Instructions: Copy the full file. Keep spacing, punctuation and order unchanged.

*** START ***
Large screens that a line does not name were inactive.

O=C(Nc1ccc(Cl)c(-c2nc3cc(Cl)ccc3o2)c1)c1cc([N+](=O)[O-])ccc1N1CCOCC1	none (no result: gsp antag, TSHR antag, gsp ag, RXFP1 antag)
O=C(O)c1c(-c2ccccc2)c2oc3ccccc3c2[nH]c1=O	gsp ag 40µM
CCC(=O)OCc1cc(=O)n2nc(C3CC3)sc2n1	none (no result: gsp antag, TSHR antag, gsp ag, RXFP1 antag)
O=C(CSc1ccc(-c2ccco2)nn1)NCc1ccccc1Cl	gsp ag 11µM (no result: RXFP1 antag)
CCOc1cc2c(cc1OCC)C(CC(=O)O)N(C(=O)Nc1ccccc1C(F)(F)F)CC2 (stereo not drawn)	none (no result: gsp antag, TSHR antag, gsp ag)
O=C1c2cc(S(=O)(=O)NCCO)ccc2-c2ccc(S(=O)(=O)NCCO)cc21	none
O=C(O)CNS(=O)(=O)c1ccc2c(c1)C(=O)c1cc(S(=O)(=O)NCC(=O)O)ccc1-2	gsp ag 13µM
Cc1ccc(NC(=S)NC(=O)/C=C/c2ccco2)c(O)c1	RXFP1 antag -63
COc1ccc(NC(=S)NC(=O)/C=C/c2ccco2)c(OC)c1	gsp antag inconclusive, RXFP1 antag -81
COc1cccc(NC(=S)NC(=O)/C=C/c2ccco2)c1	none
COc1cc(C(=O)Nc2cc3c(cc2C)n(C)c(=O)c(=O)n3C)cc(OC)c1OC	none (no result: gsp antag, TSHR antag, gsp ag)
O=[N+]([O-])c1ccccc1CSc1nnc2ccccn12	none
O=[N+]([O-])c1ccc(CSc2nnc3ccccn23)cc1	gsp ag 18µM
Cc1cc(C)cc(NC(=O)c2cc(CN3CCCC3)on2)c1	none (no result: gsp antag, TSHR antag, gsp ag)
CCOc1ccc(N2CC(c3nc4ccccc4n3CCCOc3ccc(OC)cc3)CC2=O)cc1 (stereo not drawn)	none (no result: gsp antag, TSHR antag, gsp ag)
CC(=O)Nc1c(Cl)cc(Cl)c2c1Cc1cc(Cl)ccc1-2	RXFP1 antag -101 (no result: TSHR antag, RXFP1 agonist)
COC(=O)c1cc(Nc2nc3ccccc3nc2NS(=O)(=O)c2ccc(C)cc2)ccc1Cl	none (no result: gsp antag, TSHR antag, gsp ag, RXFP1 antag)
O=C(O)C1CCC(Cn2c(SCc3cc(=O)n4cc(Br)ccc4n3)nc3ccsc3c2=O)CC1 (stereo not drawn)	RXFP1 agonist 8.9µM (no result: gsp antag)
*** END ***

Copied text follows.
Large screens that a line does not name were inactive.

O=C(Nc1ccc(Cl)c(-c2nc3cc(Cl)ccc3o2)c1)c1cc([N+](=O)[O-])ccc1N1CCOCC1	none (no result: gsp antag, TSHR antag, gsp ag, RXFP1 antag)
O=C(O)c1c(-c2ccccc2)c2oc3ccccc3c2[nH]c1=O	gsp ag 40µM
CCC(=O)OCc1cc(=O)n2nc(C3CC3)sc2n1	none (no result: gsp antag, TSHR antag, gsp ag, RXFP1 antag)
O=C(CSc1ccc(-c2ccco2)nn1)NCc1ccccc1Cl	gsp ag 11µM (no result: RXFP1 antag)
CCOc1cc2c(cc1OCC)C(CC(=O)O)N(C(=O)Nc1ccccc1C(F)(F)F)CC2 (stereo not drawn)	none (no result: gsp antag, TSHR antag, gsp ag)
O=C1c2cc(S(=O)(=O)NCCO)ccc2-c2ccc(S(=O)(=O)NCCO)cc21	none
O=C(O)CNS(=O)(=O)c1ccc2c(c1)C(=O)c1cc(S(=O)(=O)NCC(=O)O)ccc1-2	gsp ag 13µM
Cc1ccc(NC(=S)NC(=O)/C=C/c2ccco2)c(O)c1	RXFP1 antag -63
COc1ccc(NC(=S)NC(=O)/C=C/c2ccco2)c(OC)c1	gsp antag inconclusive, RXFP1 antag -81
COc1cccc(NC(=S)NC(=O)/C=C/c2ccco2)c1	none
COc1cc(C(=O)Nc2cc3c(cc2C)n(C)c(=O)c(=O)n3C)cc(OC)c1OC	none (no result: gsp antag, TSHR antag, gsp ag)
O=[N+]([O-])c1ccccc1CSc1nnc2ccccn12	none
O=[N+]([O-])c1ccc(CSc2nnc3ccccn23)cc1	gsp ag 18µM
Cc1cc(C)cc(NC(=O)c2cc(CN3CCCC3)on2)c1	none (no result: gsp antag, TSHR antag, gsp ag)
CCOc1ccc(N2CC(c3nc4ccccc4n3CCCOc3ccc(OC)cc3)CC2=O)cc1 (stereo not drawn)	none (no result: gsp antag, TSHR antag, gsp ag)
CC(=O)Nc1c(Cl)cc(Cl)c2c1Cc1cc(Cl)ccc1-2	RXFP1 antag -101 (no result: TSHR antag, RXFP1 agonist)
COC(=O)c1cc(Nc2nc3ccccc3nc2NS(=O)(=O)c2ccc(C)cc2)ccc1Cl	none (no result: gsp antag, TSHR antag, gsp ag, RXFP1 antag)
O=C(O)C1CCC(Cn2c(SCc3cc(=O)n4cc(Br)ccc4n3)nc3ccsc3c2=O)CC1 (stereo not drawn)	RXFP1 agonist 8.9µM (no result: gsp antag)